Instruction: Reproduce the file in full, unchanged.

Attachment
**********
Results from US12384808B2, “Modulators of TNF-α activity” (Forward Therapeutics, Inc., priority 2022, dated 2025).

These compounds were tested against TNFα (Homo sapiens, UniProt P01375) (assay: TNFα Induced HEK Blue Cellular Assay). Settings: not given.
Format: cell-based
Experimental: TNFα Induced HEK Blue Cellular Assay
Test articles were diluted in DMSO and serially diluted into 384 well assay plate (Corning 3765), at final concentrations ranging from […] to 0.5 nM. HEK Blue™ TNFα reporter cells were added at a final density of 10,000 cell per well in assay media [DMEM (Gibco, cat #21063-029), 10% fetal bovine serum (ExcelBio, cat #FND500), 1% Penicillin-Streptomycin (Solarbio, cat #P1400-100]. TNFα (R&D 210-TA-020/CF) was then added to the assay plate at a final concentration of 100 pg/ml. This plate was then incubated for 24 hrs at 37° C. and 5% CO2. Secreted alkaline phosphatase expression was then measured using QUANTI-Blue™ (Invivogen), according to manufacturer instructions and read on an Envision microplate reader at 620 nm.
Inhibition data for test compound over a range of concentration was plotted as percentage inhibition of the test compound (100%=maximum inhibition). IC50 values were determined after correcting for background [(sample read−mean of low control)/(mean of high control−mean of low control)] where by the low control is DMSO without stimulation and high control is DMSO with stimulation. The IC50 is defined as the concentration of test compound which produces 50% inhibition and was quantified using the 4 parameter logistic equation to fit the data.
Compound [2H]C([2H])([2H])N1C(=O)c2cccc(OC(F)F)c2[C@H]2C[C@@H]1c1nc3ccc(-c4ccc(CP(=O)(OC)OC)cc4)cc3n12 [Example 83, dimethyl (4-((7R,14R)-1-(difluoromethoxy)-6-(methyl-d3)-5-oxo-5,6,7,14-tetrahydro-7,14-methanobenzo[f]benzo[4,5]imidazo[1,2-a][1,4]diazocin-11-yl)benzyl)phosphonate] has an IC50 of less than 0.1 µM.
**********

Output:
Results from US12384808B2, “Modulators of TNF-α activity” (Forward Therapeutics, Inc., priority 2022, dated 2025).

These compounds were tested against TNFα (Homo sapiens, UniProt P01375) (assay: TNFα Induced HEK Blue Cellular Assay). Settings: not given.
Format: cell-based
Experimental: TNFα Induced HEK Blue Cellular Assay
Test articles were diluted in DMSO and serially diluted into 384 well assay plate (Corning 3765), at final concentrations ranging from […] to 0.5 nM. HEK Blue™ TNFα reporter cells were added at a final density of 10,000 cell per well in assay media [DMEM (Gibco, cat #21063-029), 10% fetal bovine serum (ExcelBio, cat #FND500), 1% Penicillin-Streptomycin (Solarbio, cat #P1400-100]. TNFα (R&D 210-TA-020/CF) was then added to the assay plate at a final concentration of 100 pg/ml. This plate was then incubated for 24 hrs at 37° C. and 5% CO2. Secreted alkaline phosphatase expression was then measured using QUANTI-Blue™ (Invivogen), according to manufacturer instructions and read on an Envision microplate reader at 620 nm.
Inhibition data for test compound over a range of concentration was plotted as percentage inhibition of the test compound (100%=maximum inhibition). IC50 values were determined after correcting for background [(sample read−mean of low control)/(mean of high control−mean of low control)] where by the low control is DMSO without stimulation and high control is DMSO with stimulation. The IC50 is defined as the concentration of test compound which produces 50% inhibition and was quantified using the 4 parameter logistic equation to fit the data.
Compound [2H]C([2H])([2H])N1C(=O)c2cccc(OC(F)F)c2[C@H]2C[C@@H]1c1nc3ccc(-c4ccc(CP(=O)(OC)OC)cc4)cc3n12 [Example 83, dimethyl (4-((7R,14R)-1-(difluoromethoxy)-6-(methyl-d3)-5-oxo-5,6,7,14-tetrahydro-7,14-methanobenzo[f]benzo[4,5]imidazo[1,2-a][1,4]diazocin-11-yl)benzyl)phosphonate] has an IC50 of less than 0.1 µM.